While the EDL brand is known for its public opposition to Islamic extremism it lacks a coherent message or vision. Even within the organisation it means different things to different people. The EDL serves as an umbrella for a range of other groups and activists. The leadership is at pains to reject any charge of racism and fascism, regularly claiming that fascists are violently removed from demonstrations, but the reality on the ground is quite different.
The EDL is quick to highlight the involvement of black and Asian supporters. For example, Guramit Singh, from Leicester, is a leading EDL member and is often put up as the groupís spokesman to deny the organisation is racist, but he and the other non-white activists are few and far between. At the EDL protest in Bradford there were fewer than ten non-white people in an EDL crowd of over 800.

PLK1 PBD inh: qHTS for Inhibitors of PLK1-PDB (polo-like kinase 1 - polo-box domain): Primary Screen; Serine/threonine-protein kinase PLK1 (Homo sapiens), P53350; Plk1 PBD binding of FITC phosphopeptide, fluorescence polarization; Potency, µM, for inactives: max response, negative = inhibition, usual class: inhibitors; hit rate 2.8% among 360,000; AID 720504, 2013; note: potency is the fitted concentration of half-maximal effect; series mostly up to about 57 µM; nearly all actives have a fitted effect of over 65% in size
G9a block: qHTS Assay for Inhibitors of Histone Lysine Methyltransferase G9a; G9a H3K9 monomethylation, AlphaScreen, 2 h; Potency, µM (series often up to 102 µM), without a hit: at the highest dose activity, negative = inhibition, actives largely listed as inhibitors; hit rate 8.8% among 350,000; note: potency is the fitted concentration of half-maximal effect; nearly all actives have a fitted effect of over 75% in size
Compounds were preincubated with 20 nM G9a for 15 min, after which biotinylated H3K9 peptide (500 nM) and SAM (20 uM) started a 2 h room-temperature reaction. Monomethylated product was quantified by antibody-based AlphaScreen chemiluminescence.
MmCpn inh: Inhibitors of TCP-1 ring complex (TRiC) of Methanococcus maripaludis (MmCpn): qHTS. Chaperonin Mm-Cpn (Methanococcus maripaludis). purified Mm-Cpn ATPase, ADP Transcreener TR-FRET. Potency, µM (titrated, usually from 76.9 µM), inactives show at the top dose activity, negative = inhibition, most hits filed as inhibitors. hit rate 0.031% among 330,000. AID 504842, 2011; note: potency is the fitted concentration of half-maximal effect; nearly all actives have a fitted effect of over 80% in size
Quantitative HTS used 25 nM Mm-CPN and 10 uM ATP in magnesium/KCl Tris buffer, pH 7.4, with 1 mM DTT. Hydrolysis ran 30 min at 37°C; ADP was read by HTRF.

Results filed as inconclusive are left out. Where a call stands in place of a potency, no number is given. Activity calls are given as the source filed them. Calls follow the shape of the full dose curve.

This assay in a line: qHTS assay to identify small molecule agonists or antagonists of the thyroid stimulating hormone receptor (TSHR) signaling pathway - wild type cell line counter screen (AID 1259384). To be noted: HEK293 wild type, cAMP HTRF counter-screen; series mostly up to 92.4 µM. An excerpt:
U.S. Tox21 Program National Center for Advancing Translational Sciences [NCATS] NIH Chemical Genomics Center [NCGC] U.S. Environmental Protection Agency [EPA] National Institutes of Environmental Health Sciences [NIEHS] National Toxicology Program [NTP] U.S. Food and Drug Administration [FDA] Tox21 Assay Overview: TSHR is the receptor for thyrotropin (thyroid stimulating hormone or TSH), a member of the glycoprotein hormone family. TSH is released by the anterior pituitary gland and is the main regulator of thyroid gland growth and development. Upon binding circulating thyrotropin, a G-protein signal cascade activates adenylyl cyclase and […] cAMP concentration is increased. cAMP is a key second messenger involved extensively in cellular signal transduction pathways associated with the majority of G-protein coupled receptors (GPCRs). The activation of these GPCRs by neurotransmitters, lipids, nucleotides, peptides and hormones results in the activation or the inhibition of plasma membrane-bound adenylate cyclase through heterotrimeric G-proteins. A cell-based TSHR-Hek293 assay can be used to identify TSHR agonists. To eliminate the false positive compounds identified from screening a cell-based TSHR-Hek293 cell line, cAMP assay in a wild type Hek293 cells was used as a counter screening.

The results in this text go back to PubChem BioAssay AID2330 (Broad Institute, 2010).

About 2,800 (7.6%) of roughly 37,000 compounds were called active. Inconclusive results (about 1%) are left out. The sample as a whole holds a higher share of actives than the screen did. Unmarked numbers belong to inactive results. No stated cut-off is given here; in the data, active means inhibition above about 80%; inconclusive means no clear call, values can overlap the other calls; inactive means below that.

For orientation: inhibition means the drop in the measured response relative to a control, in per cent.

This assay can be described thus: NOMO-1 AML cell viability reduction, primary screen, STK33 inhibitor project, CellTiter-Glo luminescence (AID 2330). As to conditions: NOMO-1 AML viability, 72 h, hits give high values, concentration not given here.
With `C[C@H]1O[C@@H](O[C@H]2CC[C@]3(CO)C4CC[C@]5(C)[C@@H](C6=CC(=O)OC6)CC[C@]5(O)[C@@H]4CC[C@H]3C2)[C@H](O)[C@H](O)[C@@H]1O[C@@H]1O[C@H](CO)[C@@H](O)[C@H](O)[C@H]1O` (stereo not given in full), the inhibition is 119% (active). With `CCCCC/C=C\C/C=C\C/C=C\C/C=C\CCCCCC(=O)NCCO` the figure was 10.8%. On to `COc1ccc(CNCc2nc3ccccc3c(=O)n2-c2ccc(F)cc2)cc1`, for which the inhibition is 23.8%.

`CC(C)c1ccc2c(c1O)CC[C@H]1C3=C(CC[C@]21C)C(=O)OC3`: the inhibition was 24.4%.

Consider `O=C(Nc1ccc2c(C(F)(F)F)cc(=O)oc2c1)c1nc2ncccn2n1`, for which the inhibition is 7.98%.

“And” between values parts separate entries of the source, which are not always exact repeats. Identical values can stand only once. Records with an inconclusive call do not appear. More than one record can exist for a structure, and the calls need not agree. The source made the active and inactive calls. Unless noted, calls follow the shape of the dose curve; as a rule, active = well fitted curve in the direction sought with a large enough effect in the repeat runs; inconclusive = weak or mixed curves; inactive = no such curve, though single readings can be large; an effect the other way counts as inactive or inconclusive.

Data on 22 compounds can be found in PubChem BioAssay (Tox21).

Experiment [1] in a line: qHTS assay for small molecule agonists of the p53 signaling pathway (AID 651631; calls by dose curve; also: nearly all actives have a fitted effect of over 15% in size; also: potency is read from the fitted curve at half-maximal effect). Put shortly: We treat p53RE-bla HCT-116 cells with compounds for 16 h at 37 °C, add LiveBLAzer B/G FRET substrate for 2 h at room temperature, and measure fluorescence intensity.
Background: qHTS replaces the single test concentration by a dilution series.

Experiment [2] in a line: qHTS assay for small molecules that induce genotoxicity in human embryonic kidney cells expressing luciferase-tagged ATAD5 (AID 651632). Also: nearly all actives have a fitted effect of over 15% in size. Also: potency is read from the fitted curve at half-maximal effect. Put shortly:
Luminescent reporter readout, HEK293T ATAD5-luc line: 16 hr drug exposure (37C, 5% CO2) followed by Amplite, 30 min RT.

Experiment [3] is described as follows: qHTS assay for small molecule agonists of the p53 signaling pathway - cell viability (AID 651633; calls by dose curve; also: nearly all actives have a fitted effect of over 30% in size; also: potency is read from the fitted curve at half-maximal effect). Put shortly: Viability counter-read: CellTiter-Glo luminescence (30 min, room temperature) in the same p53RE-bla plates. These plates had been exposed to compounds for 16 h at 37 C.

EDL demonstrations are always accompanied by anti-Muslim chanting and signs. More general racist chants are heard and there have been examples of Hindus and Sikhs being abused and even attacked by EDL supporters.
EDL protests have been frequented by members and former members of the BNP, the National Front, the Racial Volunteer Force, the British Peopleís Party, Blood and Honour and Combat 18. As the fortuned of the BNP have waned, a growing number of that partyís activists, including organisers, have been turning up at EDL events. While the EDL leadership tries publicly to distance itself from these people there is no attempt to stop the racist chanting or the general anti-Muslim abuse.